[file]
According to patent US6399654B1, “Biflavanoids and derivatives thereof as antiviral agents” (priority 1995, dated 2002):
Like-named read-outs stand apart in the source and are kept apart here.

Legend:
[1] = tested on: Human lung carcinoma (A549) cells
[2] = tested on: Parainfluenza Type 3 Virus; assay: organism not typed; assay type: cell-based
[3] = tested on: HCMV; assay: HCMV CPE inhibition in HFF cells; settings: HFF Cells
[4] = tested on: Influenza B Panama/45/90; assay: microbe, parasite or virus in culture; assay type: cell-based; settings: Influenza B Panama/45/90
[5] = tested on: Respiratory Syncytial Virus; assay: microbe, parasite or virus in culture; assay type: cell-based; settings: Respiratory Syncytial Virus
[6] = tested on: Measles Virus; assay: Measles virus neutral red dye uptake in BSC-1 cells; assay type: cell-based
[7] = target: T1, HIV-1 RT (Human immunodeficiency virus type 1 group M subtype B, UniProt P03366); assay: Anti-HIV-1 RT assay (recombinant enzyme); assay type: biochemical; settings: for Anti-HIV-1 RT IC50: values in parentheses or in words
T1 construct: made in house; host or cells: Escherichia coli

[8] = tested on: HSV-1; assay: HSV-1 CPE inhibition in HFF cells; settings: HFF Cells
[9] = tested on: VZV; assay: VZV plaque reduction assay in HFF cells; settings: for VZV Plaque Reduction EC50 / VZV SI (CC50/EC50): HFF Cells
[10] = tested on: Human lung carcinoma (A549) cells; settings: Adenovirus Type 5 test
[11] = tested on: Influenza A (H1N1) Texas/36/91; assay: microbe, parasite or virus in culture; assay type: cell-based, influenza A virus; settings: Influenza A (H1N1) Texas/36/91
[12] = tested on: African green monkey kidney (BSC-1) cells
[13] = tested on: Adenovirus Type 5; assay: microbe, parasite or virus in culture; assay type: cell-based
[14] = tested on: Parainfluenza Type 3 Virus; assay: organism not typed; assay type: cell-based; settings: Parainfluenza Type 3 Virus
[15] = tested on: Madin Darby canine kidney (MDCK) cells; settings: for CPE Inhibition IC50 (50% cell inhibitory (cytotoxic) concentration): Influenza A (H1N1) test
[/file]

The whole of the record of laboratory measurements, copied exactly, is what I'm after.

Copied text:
According to patent US6399654B1, “Biflavanoids and derivatives thereof as antiviral agents” (priority 1995, dated 2002):
Like-named read-outs stand apart in the source and are kept apart here.

Legend:
[1] = tested on: Human lung carcinoma (A549) cells
[2] = tested on: Parainfluenza Type 3 Virus; assay: organism not typed; assay type: cell-based
[3] = tested on: HCMV; assay: HCMV CPE inhibition in HFF cells; settings: HFF Cells
[4] = tested on: Influenza B Panama/45/90; assay: microbe, parasite or virus in culture; assay type: cell-based; settings: Influenza B Panama/45/90
[5] = tested on: Respiratory Syncytial Virus; assay: microbe, parasite or virus in culture; assay type: cell-based; settings: Respiratory Syncytial Virus
[6] = tested on: Measles Virus; assay: Measles virus neutral red dye uptake in BSC-1 cells; assay type: cell-based
[7] = target: T1, HIV-1 RT (Human immunodeficiency virus type 1 group M subtype B, UniProt P03366); assay: Anti-HIV-1 RT assay (recombinant enzyme); assay type: biochemical; settings: for Anti-HIV-1 RT IC50: values in parentheses or in words
T1 construct: made in house; host or cells: Escherichia coli

[8] = tested on: HSV-1; assay: HSV-1 CPE inhibition in HFF cells; settings: HFF Cells
[9] = tested on: VZV; assay: VZV plaque reduction assay in HFF cells; settings: for VZV Plaque Reduction EC50 / VZV SI (CC50/EC50): HFF Cells
[10] = tested on: Human lung carcinoma (A549) cells; settings: Adenovirus Type 5 test
[11] = tested on: Influenza A (H1N1) Texas/36/91; assay: microbe, parasite or virus in culture; assay type: cell-based, influenza A virus; settings: Influenza A (H1N1) Texas/36/91
[12] = tested on: African green monkey kidney (BSC-1) cells
[13] = tested on: Adenovirus Type 5; assay: microbe, parasite or virus in culture; assay type: cell-based
[14] = tested on: Parainfluenza Type 3 Virus; assay: organism not typed; assay type: cell-based; settings: Parainfluenza Type 3 Virus
[15] = tested on: Madin Darby canine kidney (MDCK) cells; settings: for CPE Inhibition IC50 (50% cell inhibitory (cytotoxic) concentration): Influenza A (H1N1) test